The U.S. War of Aggression Against Iraq

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The U.S. invasion of Iraq, whose 20th anniversary occurs this month, provides a perfect demonstration of why so many people around the world believe that the U.S. government suffers from a very grave case of hypocrisy. While U.S. officials decry Russia’s invasion of Ukraine with great vehemence, they somehow block out of their minds their own deadly and destructive invasion, war of aggression, and long-term occupation of Iraq. 

Not only have U.S. officials not even offered an apology for what they did to the Iraqi people, they still expect the American people to thank the troops for what they did to the people of Iraq. 

Let’s keep one important, undisputed fact in mind: Iraq never attacked or invaded the United States. It was the United States that was the invader and the aggressor. That’s why I use the term “war of aggression.” It is a term that was used at the Nuremberg War Crimes Tribunal to convict and condemn German officials who did the same thing to other countries in World War II that the U.S. did to Iraq. 

That means that under international law, U.S. troops had no legal authority to kill even one Iraqi. Yet, they killed hundreds of thousands of Iraqis. We are still expected to thank the troops for their “service” in killing an enormously large number of people they had no right to kill. 

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There is another important, undisputed fact to keep in mind: Congress never declared war on Iraq. Yet, our Constitution requires a congressional declaration of war before the president can legally wage war with his army against another nation. That makes the U.S. invasion, war of aggression, and occupation illegal under our own form of government.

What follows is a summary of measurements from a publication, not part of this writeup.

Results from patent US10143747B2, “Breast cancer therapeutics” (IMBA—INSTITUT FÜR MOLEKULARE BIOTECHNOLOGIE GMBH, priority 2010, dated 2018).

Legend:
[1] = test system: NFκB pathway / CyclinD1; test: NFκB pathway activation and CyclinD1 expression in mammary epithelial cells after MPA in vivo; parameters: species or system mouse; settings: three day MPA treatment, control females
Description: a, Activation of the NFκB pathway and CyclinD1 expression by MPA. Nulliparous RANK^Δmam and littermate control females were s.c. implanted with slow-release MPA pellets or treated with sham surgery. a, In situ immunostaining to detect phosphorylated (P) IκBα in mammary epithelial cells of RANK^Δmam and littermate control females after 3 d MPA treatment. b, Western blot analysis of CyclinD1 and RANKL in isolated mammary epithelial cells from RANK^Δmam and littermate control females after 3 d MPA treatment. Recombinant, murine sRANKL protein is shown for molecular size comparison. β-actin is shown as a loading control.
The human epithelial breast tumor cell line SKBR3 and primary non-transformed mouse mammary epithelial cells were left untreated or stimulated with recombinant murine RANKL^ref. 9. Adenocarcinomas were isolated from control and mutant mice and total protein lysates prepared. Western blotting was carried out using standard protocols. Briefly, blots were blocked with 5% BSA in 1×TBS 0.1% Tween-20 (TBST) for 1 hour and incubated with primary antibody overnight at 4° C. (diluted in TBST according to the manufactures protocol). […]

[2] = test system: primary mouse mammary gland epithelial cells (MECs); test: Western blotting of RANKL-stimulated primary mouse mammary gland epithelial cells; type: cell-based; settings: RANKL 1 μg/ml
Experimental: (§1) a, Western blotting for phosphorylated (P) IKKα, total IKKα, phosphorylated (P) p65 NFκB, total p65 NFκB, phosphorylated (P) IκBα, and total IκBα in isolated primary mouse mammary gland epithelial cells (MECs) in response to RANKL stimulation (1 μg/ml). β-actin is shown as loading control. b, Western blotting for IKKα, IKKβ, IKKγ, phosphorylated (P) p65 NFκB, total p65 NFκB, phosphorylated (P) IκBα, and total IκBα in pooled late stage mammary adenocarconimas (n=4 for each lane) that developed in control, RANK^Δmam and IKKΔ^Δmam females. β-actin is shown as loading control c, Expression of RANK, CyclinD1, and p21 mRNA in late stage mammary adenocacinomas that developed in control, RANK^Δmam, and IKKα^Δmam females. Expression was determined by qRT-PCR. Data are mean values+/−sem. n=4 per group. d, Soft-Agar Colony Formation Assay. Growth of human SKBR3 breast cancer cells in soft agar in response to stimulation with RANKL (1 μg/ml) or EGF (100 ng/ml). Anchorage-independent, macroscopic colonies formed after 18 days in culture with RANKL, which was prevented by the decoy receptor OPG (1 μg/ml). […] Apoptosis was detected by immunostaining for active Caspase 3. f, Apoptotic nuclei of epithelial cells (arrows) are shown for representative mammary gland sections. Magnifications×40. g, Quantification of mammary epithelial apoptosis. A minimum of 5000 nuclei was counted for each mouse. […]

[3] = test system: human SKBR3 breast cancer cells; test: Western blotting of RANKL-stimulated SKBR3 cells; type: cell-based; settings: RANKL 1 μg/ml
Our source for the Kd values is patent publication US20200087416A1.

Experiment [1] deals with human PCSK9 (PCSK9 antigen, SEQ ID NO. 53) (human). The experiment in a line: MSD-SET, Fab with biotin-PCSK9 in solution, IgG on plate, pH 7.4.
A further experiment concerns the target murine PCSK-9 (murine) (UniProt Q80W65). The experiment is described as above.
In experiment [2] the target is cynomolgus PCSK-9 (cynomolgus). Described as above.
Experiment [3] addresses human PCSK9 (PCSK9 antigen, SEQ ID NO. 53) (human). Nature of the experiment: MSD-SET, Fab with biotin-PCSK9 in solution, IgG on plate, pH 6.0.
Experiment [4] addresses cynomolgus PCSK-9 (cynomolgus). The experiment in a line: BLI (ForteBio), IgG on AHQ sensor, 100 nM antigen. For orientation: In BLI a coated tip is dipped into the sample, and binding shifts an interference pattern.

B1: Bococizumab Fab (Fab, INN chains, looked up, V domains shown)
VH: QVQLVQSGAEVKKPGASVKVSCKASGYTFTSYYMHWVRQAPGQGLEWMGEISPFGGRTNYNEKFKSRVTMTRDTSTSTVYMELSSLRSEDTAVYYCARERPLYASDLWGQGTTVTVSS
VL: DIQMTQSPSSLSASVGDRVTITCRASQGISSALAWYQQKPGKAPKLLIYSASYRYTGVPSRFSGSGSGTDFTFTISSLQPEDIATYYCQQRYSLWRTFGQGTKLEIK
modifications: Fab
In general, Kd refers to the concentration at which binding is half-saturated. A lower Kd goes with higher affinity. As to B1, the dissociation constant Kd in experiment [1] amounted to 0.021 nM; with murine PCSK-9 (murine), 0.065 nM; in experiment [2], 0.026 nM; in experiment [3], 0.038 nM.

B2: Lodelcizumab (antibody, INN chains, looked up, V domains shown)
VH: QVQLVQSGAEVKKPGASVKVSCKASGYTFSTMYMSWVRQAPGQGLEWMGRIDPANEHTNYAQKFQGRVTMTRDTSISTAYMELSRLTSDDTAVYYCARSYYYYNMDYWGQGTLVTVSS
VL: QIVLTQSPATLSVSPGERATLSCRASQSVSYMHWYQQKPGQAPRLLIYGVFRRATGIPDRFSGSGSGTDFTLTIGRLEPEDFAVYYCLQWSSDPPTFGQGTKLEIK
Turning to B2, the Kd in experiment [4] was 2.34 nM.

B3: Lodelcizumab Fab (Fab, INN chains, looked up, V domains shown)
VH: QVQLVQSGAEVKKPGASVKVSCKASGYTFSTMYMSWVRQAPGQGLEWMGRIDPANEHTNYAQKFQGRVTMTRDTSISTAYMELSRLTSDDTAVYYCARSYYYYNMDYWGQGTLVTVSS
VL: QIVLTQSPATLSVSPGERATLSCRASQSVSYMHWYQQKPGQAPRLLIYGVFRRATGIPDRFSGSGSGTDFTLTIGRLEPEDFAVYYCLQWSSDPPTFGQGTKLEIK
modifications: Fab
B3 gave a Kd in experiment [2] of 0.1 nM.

Thus, the killing, maiming, injuring, or torturing of Iraqi citizens was illegal under our own form of government. Yet, we are still expected to thank the troops for their “service.” 

U.S. officials have long claimed that their invasion of Iraq was based on an innocent mistake. They say that they honestly thought that Iraq possessed “weapons of mass destruction.” 

But there is a serious flaw in that justification: The U.S. government had no legal authority to enforce WMD resolutions that had been enacted by the United Nations. Only the UN has the legal authority to enforce its own resolutions. It is undisputed that the UN never authorized an invasion of Iraq to enforce its WMD resolutions.

Equally important, the WMD claim was clearly a lie on the part of U.S. officials to garner American support for the invasion. After all, if it was truly an innocent mistake, once it became clear that there were no WMDs U.S. officials would have apologized for their deadly and destructive invasion and ordered the troops to return home. Instead, they keep the troops in Iraq, who continued killing, injuring, maiming, and torturing Iraqis. 

Moreover, once it became clear that there were no WMDs, U.S. officials quickly shifted their justification for their invasion, war of aggression, and occupation to bringing “freedom” to the Iraqi people. That’s why they called their war of aggression “Operation Iraqi Freedom.” But under international law, a nation is prohibited from invading another nation for the purpose of bringing “freedom” to the invaded country. Moreover, at the risk of belaboring the obvious, all those hundreds of thousands of Iraqis they killed are not enjoying “freedom” because they are dead.

Moreover, notice something else of importance: There has never been an official U.S. investigation — not even by Congress — into whether the WMD claim was, in fact, an innocent mistake or an intentional, deliberate, and knowing lie. Even while U.S. officials cry out for war-crimes indictments of Russian officials for supposed war crimes in Ukraine, they steadfastly oppose any indictments or even criminal investigations of U.S. officials who ordered and presided over the U.S. invasion, war of aggression, and long-term occupation of Iraq.

It is always easy to point out the faults, failures, and misdeeds of foreign regimes. It is much more difficult to focus on the faults, failures, and misdeeds of one’s own regime. We should bear in mind that when U.S. officials point their accusatory finger at Russia, China, Iran, Cuba, North Korea, Venezuela, and other regimes, there are three more hypocritical fingers pointing back at them.

The post The U.S. War of Aggression Against Iraq appeared first on The Future of Freedom Foundation.

* This article was originally published here


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